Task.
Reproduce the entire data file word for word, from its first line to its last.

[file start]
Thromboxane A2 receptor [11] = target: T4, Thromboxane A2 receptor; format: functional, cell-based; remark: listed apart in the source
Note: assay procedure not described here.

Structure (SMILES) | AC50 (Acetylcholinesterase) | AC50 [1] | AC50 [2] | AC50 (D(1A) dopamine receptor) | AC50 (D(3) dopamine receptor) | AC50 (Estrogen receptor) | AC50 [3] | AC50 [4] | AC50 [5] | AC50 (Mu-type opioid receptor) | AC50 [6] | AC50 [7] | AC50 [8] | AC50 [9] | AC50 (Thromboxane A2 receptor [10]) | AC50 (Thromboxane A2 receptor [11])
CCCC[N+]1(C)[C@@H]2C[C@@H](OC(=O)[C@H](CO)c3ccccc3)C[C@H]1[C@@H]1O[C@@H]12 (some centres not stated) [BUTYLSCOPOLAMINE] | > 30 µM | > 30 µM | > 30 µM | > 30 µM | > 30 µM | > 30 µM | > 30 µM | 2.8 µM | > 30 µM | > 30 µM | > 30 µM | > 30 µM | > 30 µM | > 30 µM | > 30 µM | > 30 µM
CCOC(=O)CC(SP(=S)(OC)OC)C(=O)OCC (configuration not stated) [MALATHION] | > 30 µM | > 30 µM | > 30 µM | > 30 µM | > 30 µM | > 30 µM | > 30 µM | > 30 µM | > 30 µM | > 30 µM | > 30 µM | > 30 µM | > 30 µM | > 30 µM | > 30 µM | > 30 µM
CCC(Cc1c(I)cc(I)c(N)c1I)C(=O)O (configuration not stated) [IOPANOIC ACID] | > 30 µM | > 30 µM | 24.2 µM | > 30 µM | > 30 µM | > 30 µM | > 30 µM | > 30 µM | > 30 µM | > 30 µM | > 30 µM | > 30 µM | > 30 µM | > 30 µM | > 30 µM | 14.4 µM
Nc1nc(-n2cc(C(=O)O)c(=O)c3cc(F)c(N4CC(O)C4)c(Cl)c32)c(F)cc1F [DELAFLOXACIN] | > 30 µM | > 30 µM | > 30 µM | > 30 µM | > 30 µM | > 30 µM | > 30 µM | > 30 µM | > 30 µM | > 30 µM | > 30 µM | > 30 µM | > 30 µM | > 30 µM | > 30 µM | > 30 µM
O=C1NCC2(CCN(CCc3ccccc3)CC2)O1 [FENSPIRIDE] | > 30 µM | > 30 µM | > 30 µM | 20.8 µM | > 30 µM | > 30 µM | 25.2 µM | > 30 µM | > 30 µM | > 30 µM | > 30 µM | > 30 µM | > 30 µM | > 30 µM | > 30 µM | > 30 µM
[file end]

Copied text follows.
Thromboxane A2 receptor [11] = target: T4, Thromboxane A2 receptor; format: functional, cell-based; remark: listed apart in the source
Note: assay procedure not described here.

Structure (SMILES) | AC50 (Acetylcholinesterase) | AC50 [1] | AC50 [2] | AC50 (D(1A) dopamine receptor) | AC50 (D(3) dopamine receptor) | AC50 (Estrogen receptor) | AC50 [3] | AC50 [4] | AC50 [5] | AC50 (Mu-type opioid receptor) | AC50 [6] | AC50 [7] | AC50 [8] | AC50 [9] | AC50 (Thromboxane A2 receptor [10]) | AC50 (Thromboxane A2 receptor [11])
CCCC[N+]1(C)[C@@H]2C[C@@H](OC(=O)[C@H](CO)c3ccccc3)C[C@H]1[C@@H]1O[C@@H]12 (some centres not stated) [BUTYLSCOPOLAMINE] | > 30 µM | > 30 µM | > 30 µM | > 30 µM | > 30 µM | > 30 µM | > 30 µM | 2.8 µM | > 30 µM | > 30 µM | > 30 µM | > 30 µM | > 30 µM | > 30 µM | > 30 µM | > 30 µM
CCOC(=O)CC(SP(=S)(OC)OC)C(=O)OCC (configuration not stated) [MALATHION] | > 30 µM | > 30 µM | > 30 µM | > 30 µM | > 30 µM | > 30 µM | > 30 µM | > 30 µM | > 30 µM | > 30 µM | > 30 µM | > 30 µM | > 30 µM | > 30 µM | > 30 µM | > 30 µM
CCC(Cc1c(I)cc(I)c(N)c1I)C(=O)O (configuration not stated) [IOPANOIC ACID] | > 30 µM | > 30 µM | 24.2 µM | > 30 µM | > 30 µM | > 30 µM | > 30 µM | > 30 µM | > 30 µM | > 30 µM | > 30 µM | > 30 µM | > 30 µM | > 30 µM | > 30 µM | 14.4 µM
Nc1nc(-n2cc(C(=O)O)c(=O)c3cc(F)c(N4CC(O)C4)c(Cl)c32)c(F)cc1F [DELAFLOXACIN] | > 30 µM | > 30 µM | > 30 µM | > 30 µM | > 30 µM | > 30 µM | > 30 µM | > 30 µM | > 30 µM | > 30 µM | > 30 µM | > 30 µM | > 30 µM | > 30 µM | > 30 µM | > 30 µM
O=C1NCC2(CCN(CCc3ccccc3)CC2)O1 [FENSPIRIDE] | > 30 µM | > 30 µM | > 30 µM | 20.8 µM | > 30 µM | > 30 µM | 25.2 µM | > 30 µM | > 30 µM | > 30 µM | > 30 µM | > 30 µM | > 30 µM | > 30 µM | > 30 µM | > 30 µM